Restart rollback: An origin story

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The seeds of the Congressionally-mandated rollback of the 2013-introduced 34-hour restart restrictions were sown by the proposal itself, of course, way back four years ago, nearly to the day. The controversial-from-the-get-go proposal was dropped, as is sometimes FMCSA’s apparent game plan, at a time seemingly designed to mute the immediate reaction, Dec. 23 of year 2010. That followed a year in which the agency had embarked on its now-infamous series of “listening sessions” on hours, in which operators urged time and again that the agency allow some measure of flexibility in rest periods.

Reaction came in due course, as truckers and major industry trade and enforcement groups filed official objections to the rules’ complexity, particularly with respect to the restart restrictions.

The Congress, too, was in the mix of opposition to a certain extent from the beginning, with 122 reps and a couple dozen Senators likewise lodging support for as-is hours-regs status at the time and urging the Obama administration’s FMCSA to abandon the proposal.

The element on which the current restart-restriction enforcement suspension hinges on, a requirement that FMCSA fully demonstrate the safety benefits (or lack thereof) of limiting use of the restart with an in-depth study, was a part of objections from the beginning as well, with the American Trucking Associations in particular charging FMCSA had “abandoned years of objective analysis in favor of speculation and internal ‘judgments’ of critical areas” with the hours proposal. “The agency’s approach in the current HOS proposal cannot be squared with its prior factual conclusions and analytical approach; is contrary to the real-world circumstances to which the rules apply; and its financial computations wither under objective scrutiny.”

Drivers were part of the process early, too, with groups like Truckers for a Cause and others providing a networked platform for sharing tips on effective commentary to the FMCSA. Truckers took to the federal docket on the proposal in droves, ultimately delivering more commentary than the agency had ever seen on any rule. In attempting to ameliorate both industry and public-safety-advocacy groups’ concerns, the agency had crafted a center line that “could not hold,” as I wrote at the time. “There is a growing feeling among industry watchers that in order to fully settle the decidedly unsettled regulatory situation surrounding the hours of service, Congress is going to have to legislate a solution.”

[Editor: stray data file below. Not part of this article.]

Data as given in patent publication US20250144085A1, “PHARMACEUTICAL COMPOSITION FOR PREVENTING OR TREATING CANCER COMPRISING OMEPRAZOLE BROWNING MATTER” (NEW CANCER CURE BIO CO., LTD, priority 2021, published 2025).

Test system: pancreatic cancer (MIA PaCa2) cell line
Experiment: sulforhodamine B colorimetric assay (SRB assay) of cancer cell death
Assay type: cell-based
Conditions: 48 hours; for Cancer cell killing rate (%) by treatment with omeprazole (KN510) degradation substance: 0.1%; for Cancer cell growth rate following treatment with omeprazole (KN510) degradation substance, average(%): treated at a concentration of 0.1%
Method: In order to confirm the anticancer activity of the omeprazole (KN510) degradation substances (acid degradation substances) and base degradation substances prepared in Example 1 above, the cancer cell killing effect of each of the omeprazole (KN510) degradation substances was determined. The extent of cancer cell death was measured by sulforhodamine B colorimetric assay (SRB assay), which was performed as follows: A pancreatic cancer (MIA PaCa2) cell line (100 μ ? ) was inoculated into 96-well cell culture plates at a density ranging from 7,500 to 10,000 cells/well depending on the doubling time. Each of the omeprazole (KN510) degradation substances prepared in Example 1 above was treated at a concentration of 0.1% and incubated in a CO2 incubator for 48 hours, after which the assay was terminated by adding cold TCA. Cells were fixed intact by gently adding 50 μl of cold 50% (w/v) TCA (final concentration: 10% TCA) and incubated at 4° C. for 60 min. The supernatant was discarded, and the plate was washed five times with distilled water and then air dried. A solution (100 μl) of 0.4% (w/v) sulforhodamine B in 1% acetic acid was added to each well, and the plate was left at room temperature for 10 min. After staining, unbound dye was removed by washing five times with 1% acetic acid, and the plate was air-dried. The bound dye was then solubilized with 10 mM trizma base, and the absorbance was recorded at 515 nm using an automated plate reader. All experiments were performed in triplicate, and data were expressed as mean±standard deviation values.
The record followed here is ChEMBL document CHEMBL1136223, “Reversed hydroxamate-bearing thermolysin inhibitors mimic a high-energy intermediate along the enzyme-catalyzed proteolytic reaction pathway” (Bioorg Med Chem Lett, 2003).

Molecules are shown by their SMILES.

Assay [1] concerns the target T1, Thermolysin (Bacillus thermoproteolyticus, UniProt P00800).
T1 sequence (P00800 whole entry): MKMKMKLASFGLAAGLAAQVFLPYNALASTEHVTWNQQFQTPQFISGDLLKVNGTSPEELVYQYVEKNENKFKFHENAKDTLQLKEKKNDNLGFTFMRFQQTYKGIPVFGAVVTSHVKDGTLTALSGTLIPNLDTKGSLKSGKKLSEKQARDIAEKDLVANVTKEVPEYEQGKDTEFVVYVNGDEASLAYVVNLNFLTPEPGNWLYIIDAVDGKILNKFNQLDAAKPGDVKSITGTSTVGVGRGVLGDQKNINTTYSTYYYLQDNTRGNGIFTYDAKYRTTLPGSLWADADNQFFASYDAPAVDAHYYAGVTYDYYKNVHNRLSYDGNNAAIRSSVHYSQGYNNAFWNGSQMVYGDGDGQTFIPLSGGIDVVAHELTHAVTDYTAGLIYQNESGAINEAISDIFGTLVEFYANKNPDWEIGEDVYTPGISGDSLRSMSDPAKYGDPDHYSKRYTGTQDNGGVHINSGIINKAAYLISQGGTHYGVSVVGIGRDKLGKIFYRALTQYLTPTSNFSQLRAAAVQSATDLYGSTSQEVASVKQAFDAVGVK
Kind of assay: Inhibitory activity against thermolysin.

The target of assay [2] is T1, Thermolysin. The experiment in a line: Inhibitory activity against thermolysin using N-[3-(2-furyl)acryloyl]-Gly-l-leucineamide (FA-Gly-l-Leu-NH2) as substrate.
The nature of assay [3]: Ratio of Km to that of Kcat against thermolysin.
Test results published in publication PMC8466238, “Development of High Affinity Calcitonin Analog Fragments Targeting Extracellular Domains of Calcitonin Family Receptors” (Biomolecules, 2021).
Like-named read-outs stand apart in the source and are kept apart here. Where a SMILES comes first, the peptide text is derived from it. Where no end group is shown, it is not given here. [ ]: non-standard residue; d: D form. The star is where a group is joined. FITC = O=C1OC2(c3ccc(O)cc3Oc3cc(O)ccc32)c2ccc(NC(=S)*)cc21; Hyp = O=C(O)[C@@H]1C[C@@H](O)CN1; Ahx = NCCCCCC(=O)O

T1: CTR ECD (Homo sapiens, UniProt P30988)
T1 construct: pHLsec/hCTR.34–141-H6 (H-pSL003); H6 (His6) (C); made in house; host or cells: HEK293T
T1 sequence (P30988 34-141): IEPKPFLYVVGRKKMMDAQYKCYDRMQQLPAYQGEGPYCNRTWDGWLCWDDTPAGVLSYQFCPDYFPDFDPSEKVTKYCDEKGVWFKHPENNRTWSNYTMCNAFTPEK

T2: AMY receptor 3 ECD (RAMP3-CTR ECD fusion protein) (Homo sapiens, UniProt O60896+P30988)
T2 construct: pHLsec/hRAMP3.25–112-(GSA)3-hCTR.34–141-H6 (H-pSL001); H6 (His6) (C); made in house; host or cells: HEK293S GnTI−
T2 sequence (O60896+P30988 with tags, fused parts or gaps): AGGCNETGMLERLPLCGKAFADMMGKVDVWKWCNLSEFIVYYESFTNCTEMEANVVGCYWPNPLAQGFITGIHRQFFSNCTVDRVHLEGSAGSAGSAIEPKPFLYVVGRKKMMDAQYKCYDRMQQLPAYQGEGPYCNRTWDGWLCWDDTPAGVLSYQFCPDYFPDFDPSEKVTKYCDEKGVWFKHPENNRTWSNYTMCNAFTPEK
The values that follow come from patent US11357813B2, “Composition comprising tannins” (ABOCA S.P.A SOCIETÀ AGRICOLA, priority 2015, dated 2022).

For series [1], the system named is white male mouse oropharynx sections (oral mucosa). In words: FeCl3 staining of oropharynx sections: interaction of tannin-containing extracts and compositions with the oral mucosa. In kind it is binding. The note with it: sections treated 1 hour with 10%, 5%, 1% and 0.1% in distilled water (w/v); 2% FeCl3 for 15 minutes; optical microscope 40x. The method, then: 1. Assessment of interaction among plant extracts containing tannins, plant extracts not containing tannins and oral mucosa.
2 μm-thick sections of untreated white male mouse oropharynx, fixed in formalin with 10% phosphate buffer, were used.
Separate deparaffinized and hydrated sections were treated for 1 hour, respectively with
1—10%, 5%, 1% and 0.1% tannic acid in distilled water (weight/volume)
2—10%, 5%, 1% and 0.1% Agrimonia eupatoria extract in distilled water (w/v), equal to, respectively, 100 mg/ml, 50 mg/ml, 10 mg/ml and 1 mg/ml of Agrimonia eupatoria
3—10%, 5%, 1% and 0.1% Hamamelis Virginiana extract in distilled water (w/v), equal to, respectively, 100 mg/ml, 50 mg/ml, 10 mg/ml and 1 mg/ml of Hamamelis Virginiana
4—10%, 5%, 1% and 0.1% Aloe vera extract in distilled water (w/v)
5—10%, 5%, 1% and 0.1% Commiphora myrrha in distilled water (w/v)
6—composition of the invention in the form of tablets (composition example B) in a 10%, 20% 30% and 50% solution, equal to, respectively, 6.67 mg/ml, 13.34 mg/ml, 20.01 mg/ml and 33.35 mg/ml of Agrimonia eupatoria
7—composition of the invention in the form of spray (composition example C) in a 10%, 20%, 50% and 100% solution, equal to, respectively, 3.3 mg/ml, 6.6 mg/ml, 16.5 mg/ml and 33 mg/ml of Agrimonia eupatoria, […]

FMCSA was ultimately unmoved, at least with respect to the proposed restart restrictions, and regulators plowed ahead (after some adjustments) with a final rule that saw implementation last year, as we know, which is when things really got heated.

A transportation-bill draft that would have scrapped the changes was pulled at the last minute around that time, and owner-operator-led petitions to roll back the changes popped up here and there, a notable one from Jason Haggard in Minnesota, officially lodging disapproval with the White House and Congress.

Specifically, Haggard’s petition, signed by hundreds, asked Congress, as I wrote at the time, “to force FMCSA Administrator Anne Ferro to delay implementation of the hours changes, pending results of a MAP-21 highway-bill directed real-world effectiveness study under way.”

Several months later, when on Halloween Day 2013 Rep. Richard Hanna and consponsors’ standalone bill to roll back the restart restrictions and require a Government Accountability Office review of the rules (not, as in the recent rollback language, an agency study) dropped, it wasn’t lost on watchers the extent to which individual owner-operators and drivers influenced these efforts.

The so-called “True Safety Act” spawned more of the same from operators around the nation.

This year, efforts continued by trade associations and individuals, and we’ve seen the results this last week or two. With Obama’s signature now on the spending bill that forced the change, the wild cards going forward, as I’ve noted elsewhere, will be how quick the enforcement community is to react. The change is technically in effect as of now. If anyone sees adverse action related to a supposedly “invalid” restart begun Wednesday or later, provided it was in fact 34 hours long, you should be on solid ground for a DataQs challenge to the violations. FMCSA’s Federal Register notice acknowledging the changes has been circulating — it’s officially slated for publication in the Register on Monday, Dec. 22.

And so…. there you have the beginnings of my Channel 19 “year in review” this year, let’s say, a little early. So now that that’s in the bag, look for the rest of the year’s highlights late next week and the following…

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